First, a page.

Near the site, we logged speeds of about 377 Mbps, but as we moved farther away, the speeds slowed. At about 200 feet away, they had dropped to 145 Mbps. A little farther down the street, they fell to 103 Mpbs, before going away entirely.

Like the problems with obstructions, this is another characteristic of T-Mobile’s millimeter wave signal, Parra says. They just don’t travel very far. So, instead of building a few big towers, the carrier—and its rivals—will need to install scores of small ones.

“You almost have to be able to see the antenna to get a signal,” Parra says.

That's one big reason why T-Mobile wants to merge with Sprint, which owns mid-band 5G frequencies that are less limited.

Sprint and Verizon launched their own 5G networks in a handful of cities this spring. Sprint flipped the switch in Atlanta, Chicago, Dallas, and Kansas City, Kan.; the network can be used with the LG V50 ThinQ. Verizon offers 5G service in parts of Chicago and Minneapolis; it works with Samsung's Galaxy S10 5G, the LG V50 ThinQ, and Motorola's Moto Z3 and Z4, which can be made 5G-compatible with an attachment.

In the end, Samsung's 5G phone still performed far better in New York City than a 4G model. At one point during the day, we ran speed tests at the exact same time and place on both the Galaxy S10 5G and a regular Galaxy S10 with 4G T-Mobile service. The 5G phone notched 191 Mbps, which was nearly 10 times the speed of the regular S10’s 20 Mbps. 

The Good and the Bad

A wireless signal speed test.
The Consumer Reports team uses the browser-based tool to test the speed of T-Mobile's 5G service.

So, all things considered, is 5G something worth signing up for? As with most new technologies, that largely depends on you. Here’s a look at some of the pros and cons.

Cost. T-Mobile isn’t charging more for 5G service and says it doesn’t plan to, assuming its merger with Sprint eventually closes. That’s not necessarily the case with other carriers. Verizon, for example, says it will eventually start charging $10 per device on top of the fee for an unlimited plan for access to its 5G network, though it hasn't said exactly when it plans to start doing that.

On the flip side, the only phone right now that’s compatible with the T-Mobile network is the Samsung Galaxy S10 5G, which will cost you $1,300. And, while T-Mobile will finance your purchase interest free, it’s not offering any discounts.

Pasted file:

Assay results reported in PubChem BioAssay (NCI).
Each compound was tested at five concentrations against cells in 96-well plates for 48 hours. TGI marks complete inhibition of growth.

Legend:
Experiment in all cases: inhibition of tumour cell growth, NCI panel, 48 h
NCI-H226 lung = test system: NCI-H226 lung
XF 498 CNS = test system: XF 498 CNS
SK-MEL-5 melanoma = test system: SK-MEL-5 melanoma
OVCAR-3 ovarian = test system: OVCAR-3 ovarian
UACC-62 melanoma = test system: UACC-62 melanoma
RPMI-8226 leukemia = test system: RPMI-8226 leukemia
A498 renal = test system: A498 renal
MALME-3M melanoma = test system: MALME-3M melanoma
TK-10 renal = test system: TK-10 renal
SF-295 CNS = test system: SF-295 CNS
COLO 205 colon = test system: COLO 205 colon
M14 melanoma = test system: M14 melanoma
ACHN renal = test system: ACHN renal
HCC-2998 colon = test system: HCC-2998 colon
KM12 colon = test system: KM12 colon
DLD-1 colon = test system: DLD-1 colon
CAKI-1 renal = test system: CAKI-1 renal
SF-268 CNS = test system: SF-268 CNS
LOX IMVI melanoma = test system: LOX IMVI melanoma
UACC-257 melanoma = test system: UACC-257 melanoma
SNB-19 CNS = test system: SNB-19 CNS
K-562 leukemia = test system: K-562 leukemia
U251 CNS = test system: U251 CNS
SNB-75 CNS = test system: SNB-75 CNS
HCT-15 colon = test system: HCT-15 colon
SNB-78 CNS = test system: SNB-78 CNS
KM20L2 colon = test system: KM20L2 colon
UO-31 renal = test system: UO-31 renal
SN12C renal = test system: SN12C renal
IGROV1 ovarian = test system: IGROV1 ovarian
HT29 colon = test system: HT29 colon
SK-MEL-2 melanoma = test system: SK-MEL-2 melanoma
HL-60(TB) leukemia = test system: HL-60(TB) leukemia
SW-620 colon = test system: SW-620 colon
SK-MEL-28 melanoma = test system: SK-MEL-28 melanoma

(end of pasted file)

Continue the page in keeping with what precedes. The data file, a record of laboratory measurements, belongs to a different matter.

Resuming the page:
Limited service. Even under the best of conditions in areas with strong 5G signals, we found coverage in the places we tested to be spotty. The current 5G coverage of the other carriers remains spotty, too. Results are likely to vary city to city, and even neighborhood to neighborhood. But even in the best-covered areas, you’re not going to be able to get a quality 5G signal all the time, regardless of which company is supplying your 5G.

As mentioned before, obstacles as seemingly benign as a small tree can stop a 5G signal. And the range of T-Mobile’s millimeter wave signal is very limited, making finding and keeping a signal tough.

“It’s a shot in the dark,” Parra says.

Our results may be exceptional. Even in an area so densely populated as Times Square, given the fact that T-Mobile’s phone just went on sale today and stores had such limited quantities, it’s doubtful we had to fight with more than a handful of other 5G users for network resources, Parra says.

Once 5G phone sales start to take off, that’s not going to be the case anymore. The more users on the network, the slower speeds will be, he says.

So Is It Worth It?

A log of speed tests taken with Samsung's Galaxy S10 5G phone.
A log of 5G and 4G speed tests taken with Samsung's Galaxy S10 5G phone.

While 5G is undoubtedly much faster than 4G, it’s not going to change your life dramatically. Big files, such as 4K movies, will download faster, but many people won’t notice much of a difference.

While carriers like T-Mobile might not be charging extra for 5G right now, the Galaxy S10 5G is expensive. Future versions from Samsung and other smartphone makers could get cheaper as more models hit the market, though. And if you’re the type of person who has to have an iPhone, you’re going to have to wait until at least next year for Apple's first 5G models to come out.

More to the point, next generation phones will likely have the radio hardware required to access 5G signals beyond T-Mobile’s millimeter wave. And the signals in those new bands will travel further and have an easier time passing through obstacles.

While 5G might be fun to play with—especially on an afternoon scavenger hunt in midtown Manhattan—that may not be nearly enough upside to shell out for a 5G phone right now.